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Re: A PREFIX_SEPARATOR bug in binutils 2.9

>    From: (H.J. Lu)
>    Date: Tue, 21 Apr 1998 12:34:46 -0700 (PDT)
>    > Why not encourage people to write the prefix on a separate line, which
>    > works for both a.out and ELF?
>    > 
>    That is a separate issue. Since PREFIX_SEPARATOR is wrong on ELF, we
>    should fix it. I think we can change it
>    #define PREFIX_SEPARATOR '\\'
>    so that everyone will be happy.
> I am questioning the need for PREFIX_SEPERATOR at all.  I don't see
> any particular reason to use it on ELF if it is not required and if no
> other ELF assembler supports it.

The only reason I can think of is that we may want to treat prefixes
on a separate line differently to prefixes specified "with the

eg.  We might find it desirable for
	lgdt	0
to emit the ds prefix while
	ds/ldgt 0  (or whatever the syntax is)
	lgdt	%ds:0
shouldn't. ie. gas realises that ds is the default segment.

Martynas ( has been working on a 16 bit capable
gas, and he's keeping track of address size prefixes as a means to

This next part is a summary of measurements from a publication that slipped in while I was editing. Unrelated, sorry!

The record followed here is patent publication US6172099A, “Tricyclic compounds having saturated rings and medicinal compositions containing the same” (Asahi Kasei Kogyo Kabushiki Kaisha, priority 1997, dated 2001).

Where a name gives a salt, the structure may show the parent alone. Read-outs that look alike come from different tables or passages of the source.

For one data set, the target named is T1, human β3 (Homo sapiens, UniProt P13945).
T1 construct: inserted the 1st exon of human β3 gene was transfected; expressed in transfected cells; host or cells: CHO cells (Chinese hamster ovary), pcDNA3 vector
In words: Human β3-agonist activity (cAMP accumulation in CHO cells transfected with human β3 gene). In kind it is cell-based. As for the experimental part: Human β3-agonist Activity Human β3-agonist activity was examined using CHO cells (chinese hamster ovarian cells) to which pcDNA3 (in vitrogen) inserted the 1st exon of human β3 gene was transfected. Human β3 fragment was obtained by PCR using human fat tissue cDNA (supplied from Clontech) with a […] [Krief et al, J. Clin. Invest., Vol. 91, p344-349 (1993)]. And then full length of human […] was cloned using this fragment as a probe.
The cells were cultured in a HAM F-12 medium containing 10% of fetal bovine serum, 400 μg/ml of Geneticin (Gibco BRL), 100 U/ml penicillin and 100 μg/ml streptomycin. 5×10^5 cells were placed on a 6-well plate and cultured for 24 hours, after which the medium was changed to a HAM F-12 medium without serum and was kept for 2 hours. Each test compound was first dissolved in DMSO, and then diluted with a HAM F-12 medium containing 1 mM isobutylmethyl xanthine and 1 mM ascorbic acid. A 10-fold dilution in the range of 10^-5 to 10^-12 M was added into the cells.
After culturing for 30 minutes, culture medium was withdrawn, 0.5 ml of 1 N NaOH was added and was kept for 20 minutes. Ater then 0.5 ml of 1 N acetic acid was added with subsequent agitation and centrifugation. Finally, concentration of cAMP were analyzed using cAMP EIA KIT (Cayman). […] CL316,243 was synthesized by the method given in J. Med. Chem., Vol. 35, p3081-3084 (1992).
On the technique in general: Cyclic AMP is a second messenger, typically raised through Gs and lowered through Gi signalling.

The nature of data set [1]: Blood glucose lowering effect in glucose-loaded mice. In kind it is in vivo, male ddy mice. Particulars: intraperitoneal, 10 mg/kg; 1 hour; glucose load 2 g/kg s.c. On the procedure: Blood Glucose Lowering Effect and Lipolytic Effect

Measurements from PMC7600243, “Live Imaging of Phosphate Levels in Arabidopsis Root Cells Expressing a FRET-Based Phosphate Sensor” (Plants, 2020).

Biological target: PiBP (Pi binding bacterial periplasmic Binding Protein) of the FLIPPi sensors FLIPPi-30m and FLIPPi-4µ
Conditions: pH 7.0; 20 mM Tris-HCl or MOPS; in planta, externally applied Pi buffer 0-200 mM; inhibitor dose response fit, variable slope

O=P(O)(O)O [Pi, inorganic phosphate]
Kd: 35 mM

tell the assembler that the next instruction is a 16 bit one.

For instance `addr16; mov 0,%ebx' generates   67 8b 1e 00 00	
       while         `mov 0,%ebx' generates      8b 1d 00 00 00 00
So the `addr16' can't just be emitted; It considerably effects
following code, and not just offset sizes, but modrm bytes too.

I'm wondering if this is really a good idea.  Maybe it would be better
if addr16 didn't effect the code generated, and instead we require a
`.code16' directive.

How do other unix assemblers handle 16 bit code?  Or don't they?
Can someone with access to Unixware, SCO, etc. assemblers do some
experimentation please?